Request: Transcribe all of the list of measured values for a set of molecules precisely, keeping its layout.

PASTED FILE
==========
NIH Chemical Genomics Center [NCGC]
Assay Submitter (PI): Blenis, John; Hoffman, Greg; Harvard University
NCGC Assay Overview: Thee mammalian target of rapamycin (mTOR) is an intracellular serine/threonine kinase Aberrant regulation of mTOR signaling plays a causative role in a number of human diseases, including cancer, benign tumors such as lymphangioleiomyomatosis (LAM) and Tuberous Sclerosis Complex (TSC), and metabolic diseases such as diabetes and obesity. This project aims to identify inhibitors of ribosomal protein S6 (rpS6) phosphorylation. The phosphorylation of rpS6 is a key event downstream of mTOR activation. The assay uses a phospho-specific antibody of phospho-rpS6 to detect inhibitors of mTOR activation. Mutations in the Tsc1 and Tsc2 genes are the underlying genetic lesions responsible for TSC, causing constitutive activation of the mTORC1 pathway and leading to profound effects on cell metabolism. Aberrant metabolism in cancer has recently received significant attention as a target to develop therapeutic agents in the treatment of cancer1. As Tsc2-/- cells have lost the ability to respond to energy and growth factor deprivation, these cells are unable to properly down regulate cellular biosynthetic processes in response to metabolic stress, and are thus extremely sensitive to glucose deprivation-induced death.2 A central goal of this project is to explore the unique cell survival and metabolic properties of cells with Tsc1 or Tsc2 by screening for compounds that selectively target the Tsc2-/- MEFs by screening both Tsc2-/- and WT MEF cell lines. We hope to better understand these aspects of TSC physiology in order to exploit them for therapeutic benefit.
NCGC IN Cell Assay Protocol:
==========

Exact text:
NIH Chemical Genomics Center [NCGC]
Assay Submitter (PI): Blenis, John; Hoffman, Greg; Harvard University
NCGC Assay Overview: Thee mammalian target of rapamycin (mTOR) is an intracellular serine/threonine kinase Aberrant regulation of mTOR signaling plays a causative role in a number of human diseases, including cancer, benign tumors such as lymphangioleiomyomatosis (LAM) and Tuberous Sclerosis Complex (TSC), and metabolic diseases such as diabetes and obesity. This project aims to identify inhibitors of ribosomal protein S6 (rpS6) phosphorylation. The phosphorylation of rpS6 is a key event downstream of mTOR activation. The assay uses a phospho-specific antibody of phospho-rpS6 to detect inhibitors of mTOR activation. Mutations in the Tsc1 and Tsc2 genes are the underlying genetic lesions responsible for TSC, causing constitutive activation of the mTORC1 pathway and leading to profound effects on cell metabolism. Aberrant metabolism in cancer has recently received significant attention as a target to develop therapeutic agents in the treatment of cancer1. As Tsc2-/- cells have lost the ability to respond to energy and growth factor deprivation, these cells are unable to properly down regulate cellular biosynthetic processes in response to metabolic stress, and are thus extremely sensitive to glucose deprivation-induced death.2 A central goal of this project is to explore the unique cell survival and metabolic properties of cells with Tsc1 or Tsc2 by screening for compounds that selectively target the Tsc2-/- MEFs by screening both Tsc2-/- and WT MEF cell lines. We hope to better understand these aspects of TSC physiology in order to exploit them for therapeutic benefit.
NCGC IN Cell Assay Protocol: